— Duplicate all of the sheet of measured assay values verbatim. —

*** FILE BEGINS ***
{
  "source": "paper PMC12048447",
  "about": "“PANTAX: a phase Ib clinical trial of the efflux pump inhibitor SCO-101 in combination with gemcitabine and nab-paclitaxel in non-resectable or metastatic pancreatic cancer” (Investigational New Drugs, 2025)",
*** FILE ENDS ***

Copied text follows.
{
  "source": "paper PMC12048447",
  "about": "“PANTAX: a phase Ib clinical trial of the efflux pump inhibitor SCO-101 in combination with gemcitabine and nab-paclitaxel in non-resectable or metastatic pancreatic cancer” (Investigational New Drugs, 2025)",